Opus’ roading lab has the tools and skills to test bitumen to ensure it meets necessary standards
Throughout history, it’s been used as a sealant, adhesive, building mortar, incense and decorative application on pots, building or human skin. But in modern times bitumen is most recognisable as a major component in our roads.
Bitumen is a naturally occurring organic by-product of decomposing organic material which is separated from other components in crude oil by distillation. It needs to be tested extensively to ensure it meets the necessary standards before it is used in essential infrastructure.
That’s where the Roading Laboratory at Opus Research comes in – it has a long history of providing standard and specialist testing for the roading industry. It’s one of the few laboratories certified by International Accreditation New Zealand (IANZ) to test asphalt cores using the Parafilm method, a requirement of the New Zealand Transport Agency’s P9 specifications.
Staff members Gary Bentley and Bill Graham have extensive knowledge of both testing in the field and in the lab, while Phil Herrington brings specialist chemical knowledge and testing. All of which has also helped the Roading Lab develop a strong track record of new product development.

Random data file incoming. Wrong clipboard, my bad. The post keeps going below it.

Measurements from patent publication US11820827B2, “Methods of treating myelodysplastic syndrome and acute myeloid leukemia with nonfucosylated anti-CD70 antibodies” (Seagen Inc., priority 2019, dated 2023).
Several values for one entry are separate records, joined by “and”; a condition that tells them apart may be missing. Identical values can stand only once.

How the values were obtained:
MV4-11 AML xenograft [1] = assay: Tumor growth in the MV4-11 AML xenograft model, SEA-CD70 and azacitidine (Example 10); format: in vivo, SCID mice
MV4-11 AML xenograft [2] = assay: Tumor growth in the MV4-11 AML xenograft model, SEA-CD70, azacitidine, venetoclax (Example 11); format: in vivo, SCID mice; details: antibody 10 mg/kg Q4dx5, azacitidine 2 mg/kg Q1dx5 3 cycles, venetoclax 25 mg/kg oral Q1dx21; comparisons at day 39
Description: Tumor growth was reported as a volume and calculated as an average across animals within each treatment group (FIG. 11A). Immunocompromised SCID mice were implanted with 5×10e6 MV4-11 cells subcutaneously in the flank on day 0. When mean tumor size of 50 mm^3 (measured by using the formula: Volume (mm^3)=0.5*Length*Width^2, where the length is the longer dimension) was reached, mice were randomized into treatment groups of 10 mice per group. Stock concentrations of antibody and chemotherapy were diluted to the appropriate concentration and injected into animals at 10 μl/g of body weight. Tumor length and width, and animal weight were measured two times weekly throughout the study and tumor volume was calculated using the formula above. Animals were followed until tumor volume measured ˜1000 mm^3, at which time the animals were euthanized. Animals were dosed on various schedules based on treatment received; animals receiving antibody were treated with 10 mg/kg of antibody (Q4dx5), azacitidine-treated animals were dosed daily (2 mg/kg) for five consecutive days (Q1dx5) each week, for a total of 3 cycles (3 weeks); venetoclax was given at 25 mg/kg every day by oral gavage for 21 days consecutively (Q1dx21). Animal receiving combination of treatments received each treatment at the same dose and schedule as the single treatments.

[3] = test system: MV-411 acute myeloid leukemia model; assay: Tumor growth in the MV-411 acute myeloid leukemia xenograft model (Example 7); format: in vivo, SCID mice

Recent work with Transfield Services on the Wainuiomata Hill Road is an example of this skill and knowledge in action. The project included base course testing using a Benkelman Beam and a Nuclear Density Meter, along with various lab tests. During compaction of the asphalt, nuclear density testing was used to ensure adequate compaction had been obtained. Samples of the asphalt were also tested in the laboratory.
This was followed with texture measurements through the use of sand circles and British pendulum testing.
It’s the Roading Lab’s ability to use best practice in order to ensure quick and efficient turnaround, as well as the ability to work in conjunction with our Concrete and Soil Laboratories, that can add value to any contract.